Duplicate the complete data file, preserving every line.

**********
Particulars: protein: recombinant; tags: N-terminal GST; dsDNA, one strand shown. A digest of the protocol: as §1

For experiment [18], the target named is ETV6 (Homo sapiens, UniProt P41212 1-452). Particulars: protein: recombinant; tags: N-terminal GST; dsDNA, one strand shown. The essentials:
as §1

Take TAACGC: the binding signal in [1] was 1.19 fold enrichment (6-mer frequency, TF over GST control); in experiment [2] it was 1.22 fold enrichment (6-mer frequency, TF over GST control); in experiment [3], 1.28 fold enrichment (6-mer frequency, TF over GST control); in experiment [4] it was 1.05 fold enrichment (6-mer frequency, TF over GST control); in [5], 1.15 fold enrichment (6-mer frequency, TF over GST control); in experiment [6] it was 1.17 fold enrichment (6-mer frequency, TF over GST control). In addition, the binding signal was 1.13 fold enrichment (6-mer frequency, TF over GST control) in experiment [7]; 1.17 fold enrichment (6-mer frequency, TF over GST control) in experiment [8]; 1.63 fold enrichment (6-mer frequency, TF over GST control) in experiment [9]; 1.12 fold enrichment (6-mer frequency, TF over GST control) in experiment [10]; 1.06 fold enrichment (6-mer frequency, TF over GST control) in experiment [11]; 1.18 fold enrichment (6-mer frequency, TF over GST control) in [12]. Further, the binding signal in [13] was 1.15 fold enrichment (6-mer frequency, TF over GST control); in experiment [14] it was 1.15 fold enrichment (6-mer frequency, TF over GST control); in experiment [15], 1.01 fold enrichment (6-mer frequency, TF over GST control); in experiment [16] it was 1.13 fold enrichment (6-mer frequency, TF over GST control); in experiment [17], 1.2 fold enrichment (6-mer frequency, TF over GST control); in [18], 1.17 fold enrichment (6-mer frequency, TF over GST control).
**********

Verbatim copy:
Particulars: protein: recombinant; tags: N-terminal GST; dsDNA, one strand shown. A digest of the protocol: as §1

For experiment [18], the target named is ETV6 (Homo sapiens, UniProt P41212 1-452). Particulars: protein: recombinant; tags: N-terminal GST; dsDNA, one strand shown. The essentials:
as §1

Take TAACGC: the binding signal in [1] was 1.19 fold enrichment (6-mer frequency, TF over GST control); in experiment [2] it was 1.22 fold enrichment (6-mer frequency, TF over GST control); in experiment [3], 1.28 fold enrichment (6-mer frequency, TF over GST control); in experiment [4] it was 1.05 fold enrichment (6-mer frequency, TF over GST control); in [5], 1.15 fold enrichment (6-mer frequency, TF over GST control); in experiment [6] it was 1.17 fold enrichment (6-mer frequency, TF over GST control). In addition, the binding signal was 1.13 fold enrichment (6-mer frequency, TF over GST control) in experiment [7]; 1.17 fold enrichment (6-mer frequency, TF over GST control) in experiment [8]; 1.63 fold enrichment (6-mer frequency, TF over GST control) in experiment [9]; 1.12 fold enrichment (6-mer frequency, TF over GST control) in experiment [10]; 1.06 fold enrichment (6-mer frequency, TF over GST control) in experiment [11]; 1.18 fold enrichment (6-mer frequency, TF over GST control) in [12]. Further, the binding signal in [13] was 1.15 fold enrichment (6-mer frequency, TF over GST control); in experiment [14] it was 1.15 fold enrichment (6-mer frequency, TF over GST control); in experiment [15], 1.01 fold enrichment (6-mer frequency, TF over GST control); in experiment [16] it was 1.13 fold enrichment (6-mer frequency, TF over GST control); in experiment [17], 1.2 fold enrichment (6-mer frequency, TF over GST control); in [18], 1.17 fold enrichment (6-mer frequency, TF over GST control).